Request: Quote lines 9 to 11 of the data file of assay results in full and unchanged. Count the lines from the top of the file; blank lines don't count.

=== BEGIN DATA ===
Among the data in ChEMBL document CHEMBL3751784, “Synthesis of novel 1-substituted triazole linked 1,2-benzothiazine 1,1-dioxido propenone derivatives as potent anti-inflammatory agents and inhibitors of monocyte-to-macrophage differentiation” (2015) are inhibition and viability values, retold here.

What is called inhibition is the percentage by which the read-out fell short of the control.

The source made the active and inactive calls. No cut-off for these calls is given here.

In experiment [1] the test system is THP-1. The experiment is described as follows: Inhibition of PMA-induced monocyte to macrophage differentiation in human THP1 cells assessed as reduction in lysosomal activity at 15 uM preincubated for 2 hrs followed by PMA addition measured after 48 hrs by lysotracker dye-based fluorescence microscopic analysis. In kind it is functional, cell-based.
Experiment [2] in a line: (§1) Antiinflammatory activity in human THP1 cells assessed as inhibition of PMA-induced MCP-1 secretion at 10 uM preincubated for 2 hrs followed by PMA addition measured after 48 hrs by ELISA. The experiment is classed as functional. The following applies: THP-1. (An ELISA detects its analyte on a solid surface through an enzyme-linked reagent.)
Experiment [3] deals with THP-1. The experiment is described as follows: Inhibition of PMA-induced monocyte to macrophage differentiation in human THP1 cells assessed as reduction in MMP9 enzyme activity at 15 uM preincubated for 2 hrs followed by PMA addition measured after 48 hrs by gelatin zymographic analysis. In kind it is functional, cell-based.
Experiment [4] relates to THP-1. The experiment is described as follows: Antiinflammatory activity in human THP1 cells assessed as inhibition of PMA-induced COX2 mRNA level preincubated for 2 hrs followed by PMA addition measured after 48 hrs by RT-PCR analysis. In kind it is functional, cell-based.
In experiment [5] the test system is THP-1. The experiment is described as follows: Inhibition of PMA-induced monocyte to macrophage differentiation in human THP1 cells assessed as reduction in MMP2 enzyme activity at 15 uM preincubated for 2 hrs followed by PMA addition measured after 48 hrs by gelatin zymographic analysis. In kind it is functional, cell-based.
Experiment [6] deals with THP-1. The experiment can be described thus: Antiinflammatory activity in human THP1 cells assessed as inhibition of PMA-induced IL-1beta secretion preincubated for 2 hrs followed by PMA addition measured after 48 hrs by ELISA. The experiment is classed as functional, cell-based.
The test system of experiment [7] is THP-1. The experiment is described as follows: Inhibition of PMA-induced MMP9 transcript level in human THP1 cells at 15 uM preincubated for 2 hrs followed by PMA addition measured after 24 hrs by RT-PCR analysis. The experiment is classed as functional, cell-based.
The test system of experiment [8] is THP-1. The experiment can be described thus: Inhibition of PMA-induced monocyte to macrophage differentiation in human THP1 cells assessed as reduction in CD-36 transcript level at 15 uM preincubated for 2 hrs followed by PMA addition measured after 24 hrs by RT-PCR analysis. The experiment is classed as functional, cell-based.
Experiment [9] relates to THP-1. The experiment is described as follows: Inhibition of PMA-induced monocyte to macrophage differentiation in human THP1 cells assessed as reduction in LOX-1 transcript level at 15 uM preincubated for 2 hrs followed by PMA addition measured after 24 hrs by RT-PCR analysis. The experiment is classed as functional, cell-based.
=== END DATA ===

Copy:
Experiment [6] deals with THP-1. The experiment can be described thus: Antiinflammatory activity in human THP1 cells assessed as inhibition of PMA-induced IL-1beta secretion preincubated for 2 hrs followed by PMA addition measured after 48 hrs by ELISA. The experiment is classed as functional, cell-based.
The test system of experiment [7] is THP-1. The experiment is described as follows: Inhibition of PMA-induced MMP9 transcript level in human THP1 cells at 15 uM preincubated for 2 hrs followed by PMA addition measured after 24 hrs by RT-PCR analysis. The experiment is classed as functional, cell-based.
The test system of experiment [8] is THP-1. The experiment can be described thus: Inhibition of PMA-induced monocyte to macrophage differentiation in human THP1 cells assessed as reduction in CD-36 transcript level at 15 uM preincubated for 2 hrs followed by PMA addition measured after 24 hrs by RT-PCR analysis. The experiment is classed as functional, cell-based.